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Trump testified in his own defense in defamation lawsuit brought by E. Jean Carroll

JUANA SUMMERS, HOST:

Donald Trump testified for just minutes today in his own defense in the defamation lawsuit brought by writer E. Jean Carroll. Carroll sued Trump after he called her a liar when she went public with her account of sexual assault. And as a warning, we will mention explicit details in this conversation. Carroll is now seeking damages for the loss to her reputation, and she's looking to punish Trump for his verbal attacks. NPR's Andrea Bernstein was in court today. Hi there.

ANDREA BERNSTEIN, BYLINE: Hey, Juana.

SUMMERS: Andrea, describe the scene, if you can.

BERNSTEIN: There had been a full morning of testimony. I'll get to that in a minute. And then promptly after lunch, out of the presence of the jury, Judge Lewis Kaplan told the former president he was not allowed to relitigate the findings of the jury in Carroll's first trial last spring. Trump chose not to testify in his own defense in that trial, so he will not have a chance to deny the assault allegations to a jury, which, based on his outbursts inside the courtroom, he seemed to want to do.

This is pretty graphic, but as the judge put it, it is established that, quote, "Mr. Trump in fact sexually abused Ms. Carroll by forcibly inserting his fingers into her vagina." When Kaplan said this, Trump said, ugh - loudly. But Kaplan was being very clear - he did it, and that's the law. Then there was a back-and-forth with Trump's attorney, Alina Habba, where Judge Kaplan wanted to know exactly what Trump was going to say. And while she was speaking, Trump said from the defense table, I never met the woman. I don't know who the woman is.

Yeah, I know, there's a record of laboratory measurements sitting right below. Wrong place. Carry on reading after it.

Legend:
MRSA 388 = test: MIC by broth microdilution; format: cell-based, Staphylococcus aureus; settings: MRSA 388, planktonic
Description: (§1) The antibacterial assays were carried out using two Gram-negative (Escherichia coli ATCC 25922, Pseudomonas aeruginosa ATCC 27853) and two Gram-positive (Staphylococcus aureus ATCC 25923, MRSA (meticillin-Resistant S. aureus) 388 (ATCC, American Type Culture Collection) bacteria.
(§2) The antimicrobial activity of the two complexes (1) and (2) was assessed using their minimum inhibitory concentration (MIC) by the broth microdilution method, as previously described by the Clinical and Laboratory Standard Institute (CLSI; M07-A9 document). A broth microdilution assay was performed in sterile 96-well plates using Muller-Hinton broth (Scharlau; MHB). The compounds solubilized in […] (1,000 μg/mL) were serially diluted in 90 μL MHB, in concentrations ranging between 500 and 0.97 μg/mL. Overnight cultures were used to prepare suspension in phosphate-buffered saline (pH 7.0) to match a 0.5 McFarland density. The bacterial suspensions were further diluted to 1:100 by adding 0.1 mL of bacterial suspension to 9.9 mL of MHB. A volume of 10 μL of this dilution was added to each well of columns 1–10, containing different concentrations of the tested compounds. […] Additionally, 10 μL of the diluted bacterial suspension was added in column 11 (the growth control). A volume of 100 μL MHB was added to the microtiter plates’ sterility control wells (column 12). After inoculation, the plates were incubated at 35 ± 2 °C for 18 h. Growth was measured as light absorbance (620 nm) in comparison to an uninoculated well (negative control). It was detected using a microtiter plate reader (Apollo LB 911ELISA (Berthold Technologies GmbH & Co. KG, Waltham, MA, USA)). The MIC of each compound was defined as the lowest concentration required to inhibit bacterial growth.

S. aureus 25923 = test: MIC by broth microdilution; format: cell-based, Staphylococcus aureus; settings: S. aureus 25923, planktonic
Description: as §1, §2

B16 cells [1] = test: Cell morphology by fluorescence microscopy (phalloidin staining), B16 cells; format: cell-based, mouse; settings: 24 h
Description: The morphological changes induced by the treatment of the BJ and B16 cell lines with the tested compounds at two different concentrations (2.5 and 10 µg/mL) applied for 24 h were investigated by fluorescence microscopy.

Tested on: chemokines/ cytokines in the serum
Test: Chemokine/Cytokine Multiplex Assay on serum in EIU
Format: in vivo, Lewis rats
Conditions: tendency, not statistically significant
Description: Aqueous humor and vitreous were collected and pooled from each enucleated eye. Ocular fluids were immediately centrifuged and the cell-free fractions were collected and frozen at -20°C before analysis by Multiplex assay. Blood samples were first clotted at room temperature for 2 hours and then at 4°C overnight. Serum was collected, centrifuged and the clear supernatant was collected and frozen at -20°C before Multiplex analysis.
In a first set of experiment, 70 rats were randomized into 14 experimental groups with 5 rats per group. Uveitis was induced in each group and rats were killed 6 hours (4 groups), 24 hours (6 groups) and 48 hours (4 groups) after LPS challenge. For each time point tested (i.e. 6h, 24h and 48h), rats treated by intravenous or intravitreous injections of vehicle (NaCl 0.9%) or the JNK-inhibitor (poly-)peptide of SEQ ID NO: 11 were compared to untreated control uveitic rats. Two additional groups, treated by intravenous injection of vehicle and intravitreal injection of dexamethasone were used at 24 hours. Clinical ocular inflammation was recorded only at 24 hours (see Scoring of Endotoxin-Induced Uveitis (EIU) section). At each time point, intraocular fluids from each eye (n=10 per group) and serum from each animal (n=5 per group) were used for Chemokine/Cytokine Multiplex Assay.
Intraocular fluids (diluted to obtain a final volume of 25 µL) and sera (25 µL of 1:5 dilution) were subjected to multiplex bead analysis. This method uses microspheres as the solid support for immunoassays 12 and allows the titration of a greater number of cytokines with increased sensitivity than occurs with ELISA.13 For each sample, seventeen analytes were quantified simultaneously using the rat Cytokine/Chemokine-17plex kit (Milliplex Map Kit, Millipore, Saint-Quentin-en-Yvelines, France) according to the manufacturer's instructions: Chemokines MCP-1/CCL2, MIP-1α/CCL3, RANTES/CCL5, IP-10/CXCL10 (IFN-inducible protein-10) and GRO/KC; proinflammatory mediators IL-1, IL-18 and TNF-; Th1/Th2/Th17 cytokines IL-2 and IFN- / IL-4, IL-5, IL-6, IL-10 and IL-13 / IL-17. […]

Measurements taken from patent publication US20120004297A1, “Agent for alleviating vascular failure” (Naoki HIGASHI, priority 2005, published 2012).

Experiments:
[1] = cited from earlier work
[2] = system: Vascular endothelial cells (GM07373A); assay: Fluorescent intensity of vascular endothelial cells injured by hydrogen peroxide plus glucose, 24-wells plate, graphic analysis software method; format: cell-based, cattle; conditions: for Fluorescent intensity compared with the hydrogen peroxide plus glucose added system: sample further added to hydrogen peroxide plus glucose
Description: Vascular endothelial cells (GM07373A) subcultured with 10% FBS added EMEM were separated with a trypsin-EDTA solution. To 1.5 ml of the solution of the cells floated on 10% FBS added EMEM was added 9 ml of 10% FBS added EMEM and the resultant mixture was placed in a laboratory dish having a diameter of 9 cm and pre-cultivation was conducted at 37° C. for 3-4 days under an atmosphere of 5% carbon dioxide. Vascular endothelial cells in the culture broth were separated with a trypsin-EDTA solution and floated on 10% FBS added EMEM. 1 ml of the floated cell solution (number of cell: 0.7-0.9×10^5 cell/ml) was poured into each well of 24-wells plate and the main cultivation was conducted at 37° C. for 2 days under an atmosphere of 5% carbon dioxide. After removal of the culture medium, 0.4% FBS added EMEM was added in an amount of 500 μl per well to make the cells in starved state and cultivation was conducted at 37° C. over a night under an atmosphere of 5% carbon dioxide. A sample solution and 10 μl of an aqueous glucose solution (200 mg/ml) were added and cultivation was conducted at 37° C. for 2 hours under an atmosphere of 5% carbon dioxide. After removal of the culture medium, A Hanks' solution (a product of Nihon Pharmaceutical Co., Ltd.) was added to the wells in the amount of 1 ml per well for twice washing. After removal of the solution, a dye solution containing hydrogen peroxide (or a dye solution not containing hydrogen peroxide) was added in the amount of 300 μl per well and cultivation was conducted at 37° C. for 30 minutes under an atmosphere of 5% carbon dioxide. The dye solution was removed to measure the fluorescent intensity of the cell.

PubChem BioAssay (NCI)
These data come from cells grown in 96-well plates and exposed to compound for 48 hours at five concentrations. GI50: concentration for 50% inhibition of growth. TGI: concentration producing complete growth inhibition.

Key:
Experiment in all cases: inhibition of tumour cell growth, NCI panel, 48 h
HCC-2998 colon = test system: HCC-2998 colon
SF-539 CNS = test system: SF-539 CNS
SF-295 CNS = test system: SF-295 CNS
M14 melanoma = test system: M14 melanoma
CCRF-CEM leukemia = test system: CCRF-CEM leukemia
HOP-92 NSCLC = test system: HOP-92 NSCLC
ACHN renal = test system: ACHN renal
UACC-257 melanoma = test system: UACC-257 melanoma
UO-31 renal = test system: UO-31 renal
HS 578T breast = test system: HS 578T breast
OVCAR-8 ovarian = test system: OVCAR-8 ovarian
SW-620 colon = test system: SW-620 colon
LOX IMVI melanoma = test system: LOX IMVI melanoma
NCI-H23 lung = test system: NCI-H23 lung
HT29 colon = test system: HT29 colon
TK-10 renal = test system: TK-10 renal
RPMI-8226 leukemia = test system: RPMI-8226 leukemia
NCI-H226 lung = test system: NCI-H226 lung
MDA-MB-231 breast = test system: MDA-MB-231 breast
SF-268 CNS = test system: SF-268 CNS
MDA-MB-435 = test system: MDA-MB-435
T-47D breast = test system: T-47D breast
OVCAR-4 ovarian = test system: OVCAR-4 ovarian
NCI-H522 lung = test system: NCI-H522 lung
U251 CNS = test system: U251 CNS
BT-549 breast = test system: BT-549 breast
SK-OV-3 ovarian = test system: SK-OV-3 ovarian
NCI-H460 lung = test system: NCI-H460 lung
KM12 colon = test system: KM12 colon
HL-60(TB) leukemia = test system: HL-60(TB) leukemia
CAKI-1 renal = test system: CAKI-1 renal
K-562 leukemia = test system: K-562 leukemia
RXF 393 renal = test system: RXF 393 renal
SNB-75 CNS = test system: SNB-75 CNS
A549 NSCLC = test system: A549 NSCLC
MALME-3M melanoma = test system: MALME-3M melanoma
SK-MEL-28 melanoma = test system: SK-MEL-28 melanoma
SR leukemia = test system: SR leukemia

SUMMERS: Did the judge succeed in keeping Trump from speaking out of order in front of the jury?

BERNSTEIN: Basically, yes. At about 2:15 p.m., Trump walked heavily from the defense table to the witness stand, put up his right hand, and swore to tell the truth. The first question was about recorded pretrial testimony Trump had given in Carroll's first case that had been played earlier in the day, in which he was questioned, among other things, about saying Carroll was, quote, "not his type" from the Resolute Desk in the Oval Office. Did Trump stand by this deposition? - he was asked. One hundred percent was the answer. Did you deny the allegations because Ms. Carroll made an accusation? Yes, I did. Did he instruct anyone to harm Ms. Carroll? He answered, I just wanted to defend myself, my family and the presidency - though the jury was instructed to disregard everything after defend myself.

After a few questions from the plaintiffs, Trump left the stand. The defense rested. The plaintiffs offered no rebuttal, and the jury was told there will be closing arguments and instructions tomorrow. They'll get the case by lunchtime. Then, Trump left the courtroom with his large entourage, saying, as he walked down the courtroom aisle, this is not America, which he repeated three times.

SUMMERS: OK. And Andrea, what else happened today?

BERNSTEIN: The plaintiffs called E. Jean Carroll's former editor at Elle, who described her as, quote, "a truth-teller and one of the most popular writers." The defense then called Carol Martin, a former news anchor in New York City in the 1990s and a friend of Carroll's. She'd written a text message to a third party, saying that Carroll was, quote - was acting like, quote, "Santa at a Christmas parade" - that is, enjoying the attention. Martin acknowledged those words but said she regretted writing them and other texts like that - that they didn't reflect her feelings.

SUMMERS: All right. Last thing here - any bets on when the jury might decide?

BERNSTEIN: So I have given up making predictions in this case, but I will say all the jury has to decide is how much Carroll should be paid. The plaintiffs have so far asked for not less than $10 million.

SUMMERS: NPR's Andrea Bernstein. Andrea, thank you.

BERNSTEIN: Thank you. Transcript provided by NPR, Copyright NPR.

NPR transcripts are created on a rush deadline by an NPR contractor. This text may not be in its final form and may be updated or revised in the future. Accuracy and availability may vary. The authoritative record of NPR’s programming is the audio record.

Andrea Bernstein
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